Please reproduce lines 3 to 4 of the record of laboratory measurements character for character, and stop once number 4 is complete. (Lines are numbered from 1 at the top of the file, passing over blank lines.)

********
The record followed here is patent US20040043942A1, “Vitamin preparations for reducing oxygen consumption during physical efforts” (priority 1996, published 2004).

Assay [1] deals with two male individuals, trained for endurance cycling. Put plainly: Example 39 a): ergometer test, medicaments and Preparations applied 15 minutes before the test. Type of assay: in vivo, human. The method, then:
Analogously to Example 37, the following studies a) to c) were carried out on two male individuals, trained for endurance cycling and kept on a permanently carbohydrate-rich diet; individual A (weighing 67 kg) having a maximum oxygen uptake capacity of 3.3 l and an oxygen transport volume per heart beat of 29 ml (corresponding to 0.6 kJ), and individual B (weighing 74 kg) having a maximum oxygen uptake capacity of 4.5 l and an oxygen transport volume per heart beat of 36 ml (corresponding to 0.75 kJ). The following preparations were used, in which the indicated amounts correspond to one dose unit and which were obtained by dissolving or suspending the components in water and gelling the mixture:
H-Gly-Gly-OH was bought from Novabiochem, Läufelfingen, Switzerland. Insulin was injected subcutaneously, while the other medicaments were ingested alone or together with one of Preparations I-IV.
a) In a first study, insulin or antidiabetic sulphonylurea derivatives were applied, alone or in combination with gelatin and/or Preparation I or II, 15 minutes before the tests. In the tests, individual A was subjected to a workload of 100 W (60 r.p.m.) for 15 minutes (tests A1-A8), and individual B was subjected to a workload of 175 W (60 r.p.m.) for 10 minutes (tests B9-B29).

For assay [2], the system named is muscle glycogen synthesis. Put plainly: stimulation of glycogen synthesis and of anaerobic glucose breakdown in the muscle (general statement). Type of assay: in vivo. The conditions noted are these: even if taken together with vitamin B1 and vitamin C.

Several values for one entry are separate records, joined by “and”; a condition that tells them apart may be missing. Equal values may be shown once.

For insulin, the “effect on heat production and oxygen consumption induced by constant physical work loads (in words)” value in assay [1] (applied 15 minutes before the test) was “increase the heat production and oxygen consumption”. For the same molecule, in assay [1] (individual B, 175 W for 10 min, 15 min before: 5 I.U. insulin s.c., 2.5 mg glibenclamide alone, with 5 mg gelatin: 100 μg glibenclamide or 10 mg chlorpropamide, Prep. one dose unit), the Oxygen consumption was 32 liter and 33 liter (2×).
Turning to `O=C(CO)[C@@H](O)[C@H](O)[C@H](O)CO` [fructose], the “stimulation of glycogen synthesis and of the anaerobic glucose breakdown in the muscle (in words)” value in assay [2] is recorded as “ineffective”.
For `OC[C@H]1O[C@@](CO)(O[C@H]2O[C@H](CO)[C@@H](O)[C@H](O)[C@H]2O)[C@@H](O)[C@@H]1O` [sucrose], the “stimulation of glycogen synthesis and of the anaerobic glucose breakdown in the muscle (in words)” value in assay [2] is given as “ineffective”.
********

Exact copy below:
Analogously to Example 37, the following studies a) to c) were carried out on two male individuals, trained for endurance cycling and kept on a permanently carbohydrate-rich diet; individual A (weighing 67 kg) having a maximum oxygen uptake capacity of 3.3 l and an oxygen transport volume per heart beat of 29 ml (corresponding to 0.6 kJ), and individual B (weighing 74 kg) having a maximum oxygen uptake capacity of 4.5 l and an oxygen transport volume per heart beat of 36 ml (corresponding to 0.75 kJ). The following preparations were used, in which the indicated amounts correspond to one dose unit and which were obtained by dissolving or suspending the components in water and gelling the mixture:
H-Gly-Gly-OH was bought from Novabiochem, Läufelfingen, Switzerland. Insulin was injected subcutaneously, while the other medicaments were ingested alone or together with one of Preparations I-IV.